Boundary-Layer Meteorology

, Volume 99, Issue 1, pp 127–150

Sonic Anemometer Tilt Correction Algorithms

  • James M. Wilczak
  • Steven P. Oncley
  • Steven A. Stage
Article

DOI: 10.1023/A:1018966204465

Cite this article as:
Wilczak, J.M., Oncley, S.P. & Stage, S.A. Boundary-Layer Meteorology (2001) 99: 127. doi:10.1023/A:1018966204465

Abstract

The sensitivity of sonic anemometer-derived stress estimates to the tilt of the anemometer is investigated. The largest stress errors are shown to occur for unstable stratification (z/L<0) and deep convective boundary layers. Three methods for determining the tilt angles relative to a mean streamline coordinate system and for computing the tilt-corrected stresses are then compared. The most commonly used method, involving a double rotation of the anemometers' axes, is shown to result in significant run-to-run stress errors due to the sampling uncertainty of the mean vertical velocity. An alternative method, requiring a triple rotation of the anemometer axes, is shown to result in even greater run-to-run stress errors due to the combined sampling errors of the mean vertical velocity and the cross-wind stress. For measurements over the sea where the cross-stream stress is important, the double rotation method is shown to overestimate the surface stress, due to the uncorrected lateral tilt component. A third method, using a planar fit technique, isshown to reduce the run-to-run stress errors due to sampling effects, and provides an unbiased estimate of the lateral stress.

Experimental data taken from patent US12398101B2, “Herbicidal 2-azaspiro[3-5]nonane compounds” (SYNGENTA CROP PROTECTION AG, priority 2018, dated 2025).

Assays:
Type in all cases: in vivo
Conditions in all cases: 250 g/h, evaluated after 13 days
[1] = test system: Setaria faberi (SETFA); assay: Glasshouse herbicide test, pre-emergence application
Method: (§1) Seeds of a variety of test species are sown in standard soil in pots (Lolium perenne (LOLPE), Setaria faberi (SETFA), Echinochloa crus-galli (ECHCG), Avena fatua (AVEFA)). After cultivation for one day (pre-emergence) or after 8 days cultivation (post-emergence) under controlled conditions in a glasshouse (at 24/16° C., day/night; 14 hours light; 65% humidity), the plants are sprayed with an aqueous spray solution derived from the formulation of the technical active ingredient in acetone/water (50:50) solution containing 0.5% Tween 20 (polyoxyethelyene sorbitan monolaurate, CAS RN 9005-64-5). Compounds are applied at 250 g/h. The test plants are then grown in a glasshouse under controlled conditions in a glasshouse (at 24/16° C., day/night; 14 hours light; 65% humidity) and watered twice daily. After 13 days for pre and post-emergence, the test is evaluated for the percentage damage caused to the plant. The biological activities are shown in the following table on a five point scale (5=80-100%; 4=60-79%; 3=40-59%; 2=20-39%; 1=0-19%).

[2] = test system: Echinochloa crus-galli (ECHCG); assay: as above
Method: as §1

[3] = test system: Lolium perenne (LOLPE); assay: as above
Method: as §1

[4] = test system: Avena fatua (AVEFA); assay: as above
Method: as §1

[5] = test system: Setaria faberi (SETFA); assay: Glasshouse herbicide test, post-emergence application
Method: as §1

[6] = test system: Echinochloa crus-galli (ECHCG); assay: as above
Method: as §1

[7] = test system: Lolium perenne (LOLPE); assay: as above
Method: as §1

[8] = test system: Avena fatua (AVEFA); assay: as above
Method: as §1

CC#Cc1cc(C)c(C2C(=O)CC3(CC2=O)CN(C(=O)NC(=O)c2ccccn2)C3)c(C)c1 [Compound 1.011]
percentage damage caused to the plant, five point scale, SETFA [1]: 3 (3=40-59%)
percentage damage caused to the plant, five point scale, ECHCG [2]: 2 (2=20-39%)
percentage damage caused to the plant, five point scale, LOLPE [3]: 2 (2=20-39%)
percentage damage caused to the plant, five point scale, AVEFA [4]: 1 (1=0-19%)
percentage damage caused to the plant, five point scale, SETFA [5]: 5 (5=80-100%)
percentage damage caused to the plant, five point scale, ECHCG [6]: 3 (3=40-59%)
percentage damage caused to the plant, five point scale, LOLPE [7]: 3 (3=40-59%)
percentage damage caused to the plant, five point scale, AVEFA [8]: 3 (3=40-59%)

AnemometersCoordinate systemsSloping terrainSurface layerTilt corrections

Copyright information

© Kluwer Academic Publishers 2001

Authors and Affiliations

  • James M. Wilczak
    • 1
  • Steven P. Oncley
    • 2
  • Steven A. Stage
    • 3
  1. 1.Environmental Research Laboratories, Environmental Technology LaboratoryNational Oceanic and Atmospheric AdministrationBoulderUSA
  2. 2.National Center for Atmospheric ResearchBoulderUSA
  3. 3.nnovative Emergency ManagementBaton RougeUSA